This could be a good place for your wreath (or substitute wreath). Consider adding things like a Crucifix, holy water, holy oil, flowers (even dried or silk ones), rosaries, and candles. A Bible or two (one for adults and one children’s version) is a great resource here too.
Make an altar cloth or table runner.
Using fabric crayons, markers, or paints, work together to create a beautiful altar cloth or table runner to put on your home altar. You could also use it all throughout Holy Week as a table runner on your dining table and again next year throughout the Lenten season.
Since the vestments used in church are red, you could carry this theme into your home by serving a red dinner or dessert.
Monday of Holy Week
Make perfume diffusers and talk about the story of how Mary helped prepare Jesus for burial by anointing his feet with perfume. Oh Amanda has a lovely idea for this here. Want to make your own perfume to use for this activity? This one uses food extracts to make a food grade perfume. If you’d prefer one that’s more floral scented, this one uses flowers and/or herbs.
Write an email to a member of the clergy.
Ask them a faith question or simply thank them for what they do, especially during this difficult time.
Tuesday of Holy Week
Gather together as a family to renew your baptismal vows.
If you have holy water at home, each person can make the sign of the cross with it as part of the ceremony.
Find stones in your backyard and paint story stones. These would be a great addition to your home altar.
Take part in the Sacrament of Penance together.
Hold a simple penance ceremony at home. A simple way is to write down things each person is sorry for (or let the little ones draw pictures for theirs).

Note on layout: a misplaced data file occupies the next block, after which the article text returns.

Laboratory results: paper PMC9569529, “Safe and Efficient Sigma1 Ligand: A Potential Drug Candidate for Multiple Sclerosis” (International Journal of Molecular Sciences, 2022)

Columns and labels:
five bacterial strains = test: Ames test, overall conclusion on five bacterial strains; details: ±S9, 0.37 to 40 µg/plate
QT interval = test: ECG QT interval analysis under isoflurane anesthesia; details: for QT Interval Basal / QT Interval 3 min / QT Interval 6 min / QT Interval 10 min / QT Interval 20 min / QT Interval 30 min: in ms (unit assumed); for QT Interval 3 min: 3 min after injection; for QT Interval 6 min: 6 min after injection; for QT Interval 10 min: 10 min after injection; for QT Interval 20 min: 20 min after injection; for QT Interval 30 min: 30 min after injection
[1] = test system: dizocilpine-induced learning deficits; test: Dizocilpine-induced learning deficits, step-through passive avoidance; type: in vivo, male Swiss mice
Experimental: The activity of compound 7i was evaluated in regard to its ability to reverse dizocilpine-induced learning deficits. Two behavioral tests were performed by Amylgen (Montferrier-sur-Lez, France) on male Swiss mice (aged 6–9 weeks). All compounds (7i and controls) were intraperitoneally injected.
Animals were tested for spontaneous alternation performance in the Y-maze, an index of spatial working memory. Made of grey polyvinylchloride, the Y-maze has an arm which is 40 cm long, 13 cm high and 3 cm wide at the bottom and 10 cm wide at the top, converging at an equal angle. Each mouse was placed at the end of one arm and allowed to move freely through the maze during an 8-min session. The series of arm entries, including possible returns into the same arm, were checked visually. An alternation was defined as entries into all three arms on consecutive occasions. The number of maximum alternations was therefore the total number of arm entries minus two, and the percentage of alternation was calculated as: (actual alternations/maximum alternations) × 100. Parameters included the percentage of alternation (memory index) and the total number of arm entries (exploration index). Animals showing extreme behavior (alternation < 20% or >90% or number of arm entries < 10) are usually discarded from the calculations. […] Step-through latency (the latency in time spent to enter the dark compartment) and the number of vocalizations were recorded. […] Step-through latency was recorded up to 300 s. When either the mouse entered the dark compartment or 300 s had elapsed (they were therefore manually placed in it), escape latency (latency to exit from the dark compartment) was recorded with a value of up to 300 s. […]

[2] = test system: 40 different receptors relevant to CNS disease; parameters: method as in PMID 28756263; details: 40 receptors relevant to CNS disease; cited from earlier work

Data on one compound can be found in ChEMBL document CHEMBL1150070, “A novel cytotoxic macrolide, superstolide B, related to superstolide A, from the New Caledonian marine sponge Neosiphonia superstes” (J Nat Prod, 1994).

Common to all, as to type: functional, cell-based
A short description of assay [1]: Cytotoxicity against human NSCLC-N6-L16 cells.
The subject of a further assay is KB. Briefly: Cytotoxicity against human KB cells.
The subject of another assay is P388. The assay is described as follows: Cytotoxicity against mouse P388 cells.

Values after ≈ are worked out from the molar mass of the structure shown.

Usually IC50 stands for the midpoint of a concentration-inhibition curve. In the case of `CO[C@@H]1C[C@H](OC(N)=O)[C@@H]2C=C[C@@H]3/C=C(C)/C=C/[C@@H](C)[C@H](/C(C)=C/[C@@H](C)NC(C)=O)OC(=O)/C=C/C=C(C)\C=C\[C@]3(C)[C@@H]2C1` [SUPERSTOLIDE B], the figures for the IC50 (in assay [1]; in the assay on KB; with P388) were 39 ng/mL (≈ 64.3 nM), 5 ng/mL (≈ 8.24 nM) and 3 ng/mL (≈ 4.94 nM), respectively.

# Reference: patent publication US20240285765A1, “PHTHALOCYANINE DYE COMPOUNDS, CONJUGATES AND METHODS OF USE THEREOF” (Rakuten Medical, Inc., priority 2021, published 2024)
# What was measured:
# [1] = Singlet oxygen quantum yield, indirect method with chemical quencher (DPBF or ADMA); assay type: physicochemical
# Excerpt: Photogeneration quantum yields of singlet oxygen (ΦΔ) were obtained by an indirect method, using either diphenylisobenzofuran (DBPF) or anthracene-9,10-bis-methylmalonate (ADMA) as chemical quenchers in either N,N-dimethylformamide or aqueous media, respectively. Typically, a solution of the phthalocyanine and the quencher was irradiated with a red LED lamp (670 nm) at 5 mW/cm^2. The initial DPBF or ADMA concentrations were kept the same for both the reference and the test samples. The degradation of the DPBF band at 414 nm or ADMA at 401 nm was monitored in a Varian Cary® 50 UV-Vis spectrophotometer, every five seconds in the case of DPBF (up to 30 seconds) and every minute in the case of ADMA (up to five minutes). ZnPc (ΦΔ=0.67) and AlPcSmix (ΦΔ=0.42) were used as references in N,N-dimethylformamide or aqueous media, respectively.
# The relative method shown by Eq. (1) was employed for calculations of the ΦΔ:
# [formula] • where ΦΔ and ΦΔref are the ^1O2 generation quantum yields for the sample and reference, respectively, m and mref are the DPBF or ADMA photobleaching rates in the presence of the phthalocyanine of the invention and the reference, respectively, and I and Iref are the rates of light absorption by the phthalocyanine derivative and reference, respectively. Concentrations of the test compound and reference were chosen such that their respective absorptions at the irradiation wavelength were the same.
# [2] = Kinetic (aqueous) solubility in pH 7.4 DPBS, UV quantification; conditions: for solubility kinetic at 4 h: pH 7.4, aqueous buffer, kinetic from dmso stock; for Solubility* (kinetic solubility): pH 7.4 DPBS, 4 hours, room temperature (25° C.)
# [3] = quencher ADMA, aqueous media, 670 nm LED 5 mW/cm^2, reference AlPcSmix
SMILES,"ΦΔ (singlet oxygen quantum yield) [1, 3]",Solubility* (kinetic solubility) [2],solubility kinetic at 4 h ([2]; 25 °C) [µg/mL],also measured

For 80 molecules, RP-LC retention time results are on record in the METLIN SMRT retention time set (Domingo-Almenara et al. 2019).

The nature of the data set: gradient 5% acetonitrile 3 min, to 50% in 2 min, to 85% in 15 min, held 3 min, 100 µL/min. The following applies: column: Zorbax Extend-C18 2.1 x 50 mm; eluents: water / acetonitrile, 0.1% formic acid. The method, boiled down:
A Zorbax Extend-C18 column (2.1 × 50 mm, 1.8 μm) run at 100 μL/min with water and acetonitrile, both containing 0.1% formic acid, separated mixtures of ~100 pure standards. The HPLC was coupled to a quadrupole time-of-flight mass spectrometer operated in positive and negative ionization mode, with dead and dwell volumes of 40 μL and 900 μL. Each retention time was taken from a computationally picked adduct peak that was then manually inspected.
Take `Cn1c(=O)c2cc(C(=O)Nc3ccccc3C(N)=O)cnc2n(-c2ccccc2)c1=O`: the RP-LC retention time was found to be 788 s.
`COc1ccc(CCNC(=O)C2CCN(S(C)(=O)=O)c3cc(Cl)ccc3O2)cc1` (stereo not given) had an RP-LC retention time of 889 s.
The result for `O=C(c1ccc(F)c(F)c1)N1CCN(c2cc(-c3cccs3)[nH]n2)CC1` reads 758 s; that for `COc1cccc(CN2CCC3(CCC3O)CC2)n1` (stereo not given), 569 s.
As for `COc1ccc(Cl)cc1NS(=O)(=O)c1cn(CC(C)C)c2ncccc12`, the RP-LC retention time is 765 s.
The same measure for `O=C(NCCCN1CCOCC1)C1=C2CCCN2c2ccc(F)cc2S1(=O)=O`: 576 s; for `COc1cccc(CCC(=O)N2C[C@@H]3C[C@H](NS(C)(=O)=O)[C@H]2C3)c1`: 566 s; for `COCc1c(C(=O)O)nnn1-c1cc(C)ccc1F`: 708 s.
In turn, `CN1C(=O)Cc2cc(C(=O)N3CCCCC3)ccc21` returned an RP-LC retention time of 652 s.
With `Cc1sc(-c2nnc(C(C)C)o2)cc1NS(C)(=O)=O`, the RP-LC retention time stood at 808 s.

Then, if you have a fireplace or campfire handy, you could symbolically burn these. Barring that, you could simply rip them up into tiny pieces of paper. If you’re okay with the mess, celebrate the release of these sins by throwing the paper up in the air like confetti!
Do some spring cleaning.
This is a traditional day for housecleaning. This stems from the Jewish custom of housecleaning in preparation for Passover. If you don’t have time to do a full cleaning, clean out one room, one closet, or one drawer together. Or ask each person to find 3 things to clean out of the house and box up to give away to charity.
Pope Francis will celebrate Mass commemorating the Last Supper on Holy Thursday, April 9, at 6 p.m. (Rome time – I believe that’s noon our time)
Have a Passover Seder.
We have one every year and we look forward to it probably more than anything else we do all year long. Follow a Seder ceremony online (here’s the one we use) or use the basic outline as a foundation and create your own. After all, celebrating Passover is what Jesus was doing on the night before He died.
Do a foot washing with your family.
Tell the story of Jesus washing the feet of His disciples.
I know yeast is hard to find this year in some places but I’ve heard of people substituting sourdough for the regular dough in my recipe.
Bake pretzels together.
They are a symbol of the Holy Trinity and arms crossed in prayer. Here’s my recipe for soft pretzels.
Bake unleavened bread on Holy Thursday as a connection to the Last Supper.
Recipe for unleavened bread: Combine 1/2 cup of white flour, 3/4 cup of whole wheat flour, 3/8 tsp of salt, 3/8 tsp of baking powder, 3 T of vegetable oil, 3/8 cup of warm water, and 2-3 T of honey. Mix together until just combined. Pat the dough out into a circle and place on a greased cookie sheet. Bake for approximately 15 minutes at 400 degrees F.
Make kid-friendly Stations of the Cross for at home.
You could make these on Holy Thursday so that they’re ready for Good Friday or this would be a great activity to do on Good Friday before attending them online.